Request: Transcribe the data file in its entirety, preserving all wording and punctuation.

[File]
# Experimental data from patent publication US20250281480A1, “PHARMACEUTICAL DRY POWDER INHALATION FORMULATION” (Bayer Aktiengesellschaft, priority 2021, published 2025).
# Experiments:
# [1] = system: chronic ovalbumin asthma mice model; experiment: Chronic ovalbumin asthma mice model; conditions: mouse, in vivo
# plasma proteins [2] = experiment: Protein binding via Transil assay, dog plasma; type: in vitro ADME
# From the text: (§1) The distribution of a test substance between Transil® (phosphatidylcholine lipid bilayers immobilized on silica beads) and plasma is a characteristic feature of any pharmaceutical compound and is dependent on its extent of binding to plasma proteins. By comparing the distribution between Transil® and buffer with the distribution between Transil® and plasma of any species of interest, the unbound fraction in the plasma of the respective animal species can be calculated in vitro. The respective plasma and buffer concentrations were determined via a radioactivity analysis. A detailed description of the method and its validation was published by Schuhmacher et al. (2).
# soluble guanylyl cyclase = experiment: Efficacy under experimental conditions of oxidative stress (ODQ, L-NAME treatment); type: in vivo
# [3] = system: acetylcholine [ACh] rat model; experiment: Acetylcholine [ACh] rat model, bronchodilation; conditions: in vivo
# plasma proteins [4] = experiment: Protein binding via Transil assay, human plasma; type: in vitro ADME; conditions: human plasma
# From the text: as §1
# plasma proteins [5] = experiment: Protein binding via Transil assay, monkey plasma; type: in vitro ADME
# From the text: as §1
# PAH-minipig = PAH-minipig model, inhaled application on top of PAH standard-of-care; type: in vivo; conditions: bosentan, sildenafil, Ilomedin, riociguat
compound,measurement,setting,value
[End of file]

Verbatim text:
# Experimental data from patent publication US20250281480A1, “PHARMACEUTICAL DRY POWDER INHALATION FORMULATION” (Bayer Aktiengesellschaft, priority 2021, published 2025).
# Experiments:
# [1] = system: chronic ovalbumin asthma mice model; experiment: Chronic ovalbumin asthma mice model; conditions: mouse, in vivo
# plasma proteins [2] = experiment: Protein binding via Transil assay, dog plasma; type: in vitro ADME
# From the text: (§1) The distribution of a test substance between Transil® (phosphatidylcholine lipid bilayers immobilized on silica beads) and plasma is a characteristic feature of any pharmaceutical compound and is dependent on its extent of binding to plasma proteins. By comparing the distribution between Transil® and buffer with the distribution between Transil® and plasma of any species of interest, the unbound fraction in the plasma of the respective animal species can be calculated in vitro. The respective plasma and buffer concentrations were determined via a radioactivity analysis. A detailed description of the method and its validation was published by Schuhmacher et al. (2).
# soluble guanylyl cyclase = experiment: Efficacy under experimental conditions of oxidative stress (ODQ, L-NAME treatment); type: in vivo
# [3] = system: acetylcholine [ACh] rat model; experiment: Acetylcholine [ACh] rat model, bronchodilation; conditions: in vivo
# plasma proteins [4] = experiment: Protein binding via Transil assay, human plasma; type: in vitro ADME; conditions: human plasma
# From the text: as §1
# plasma proteins [5] = experiment: Protein binding via Transil assay, monkey plasma; type: in vitro ADME
# From the text: as §1
# PAH-minipig = PAH-minipig model, inhaled application on top of PAH standard-of-care; type: in vivo; conditions: bosentan, sildenafil, Ilomedin, riociguat
compound,measurement,setting,value